If you know yourself, you will always understand others better. And if you can understand others, there will only be one thing left in your relationships, and that is harmony.
Here is a discourse for you on understanding relationships. The following is an excerpt from the opening lines of the discourse:
For most people, their life revolves around relationships but an overwhelming majority are not happy with the state of their relationships. This discourse covers the spiritual side as well as the practical side. What is a relationship? Is it a transaction of convenience? Of needs? Of desires? Or is it a bond? A bond of love. Does a relationship come about because there is a bond or because there is a need?
In other words, is it because of the bond that people share common needs and therefore a relationship, or is it because of needs that they get into a relationship and form a bond? The notion in the west is somewhat different to what it is in the east. You may want to read about the secret of a good relationship.
Understanding relationships is no piece of cake. Arguments, ego clashes, chilling silences, frustrations – the list is endless. On the flip side, laughter, friendship and joy also abound. Guess what? A healthy relationship has both sides of the coin!
A man and his wife were having some problems at home and giving each other the silent treatment. He overheard her on the phone one evening. “I can’t understand what my husband is saying! I always listen and he feels I don’t!”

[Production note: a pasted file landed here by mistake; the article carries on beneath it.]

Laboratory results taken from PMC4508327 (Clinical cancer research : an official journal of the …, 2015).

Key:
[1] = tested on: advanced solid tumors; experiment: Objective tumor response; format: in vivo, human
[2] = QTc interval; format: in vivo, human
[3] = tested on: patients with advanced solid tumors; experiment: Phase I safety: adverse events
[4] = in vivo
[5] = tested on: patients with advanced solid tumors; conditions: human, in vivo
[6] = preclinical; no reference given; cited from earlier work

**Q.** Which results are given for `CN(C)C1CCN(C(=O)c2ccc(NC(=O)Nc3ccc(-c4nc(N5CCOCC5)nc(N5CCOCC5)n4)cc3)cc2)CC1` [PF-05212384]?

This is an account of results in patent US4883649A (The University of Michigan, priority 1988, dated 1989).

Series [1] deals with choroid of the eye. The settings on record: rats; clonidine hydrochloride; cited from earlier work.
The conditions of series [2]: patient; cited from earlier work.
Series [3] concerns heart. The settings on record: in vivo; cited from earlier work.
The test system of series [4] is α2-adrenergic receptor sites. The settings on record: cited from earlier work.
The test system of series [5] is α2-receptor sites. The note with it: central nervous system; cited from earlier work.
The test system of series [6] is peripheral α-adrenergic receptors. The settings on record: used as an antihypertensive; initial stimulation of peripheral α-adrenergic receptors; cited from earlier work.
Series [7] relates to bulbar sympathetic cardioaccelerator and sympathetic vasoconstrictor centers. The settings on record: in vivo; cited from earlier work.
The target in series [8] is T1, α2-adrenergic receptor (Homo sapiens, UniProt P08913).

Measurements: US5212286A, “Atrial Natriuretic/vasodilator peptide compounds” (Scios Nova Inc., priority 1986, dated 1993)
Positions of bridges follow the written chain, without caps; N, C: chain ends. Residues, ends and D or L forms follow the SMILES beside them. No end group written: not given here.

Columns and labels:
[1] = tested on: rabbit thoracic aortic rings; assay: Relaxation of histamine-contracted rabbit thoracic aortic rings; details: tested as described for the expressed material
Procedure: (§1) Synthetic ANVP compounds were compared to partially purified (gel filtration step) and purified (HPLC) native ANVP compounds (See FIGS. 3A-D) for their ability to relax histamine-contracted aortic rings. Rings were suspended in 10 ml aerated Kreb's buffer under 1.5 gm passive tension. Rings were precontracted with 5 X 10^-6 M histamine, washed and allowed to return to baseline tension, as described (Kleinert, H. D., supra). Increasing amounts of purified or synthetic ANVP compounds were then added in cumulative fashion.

More exasperated than ever, he vowed to continue giving her the silent treatment when suddenly, he realized that he would need his wife to wake him up at 5:00 AM the next day, for an early morning business flight.
Not wanting to be the first to break the silence, he wrote on a piece of paper, “Please wake me up at 5:00 AM, thank you for understanding,” and left it on her bedside table.
The next morning, the man woke up, only to discover it was 9:00 AM and he had missed his flight. Furious, he was about to yell for his wife when he noticed a piece of paper by the bed.
“It is 5:00 AM. Wake up.Thank you for understanding what?”
Art of Meditation
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Learning how to build a healthy relationship is very much in our hands. The following FAQs delve into the different facets of understanding relationships; they are, after all, the cornerstone of life.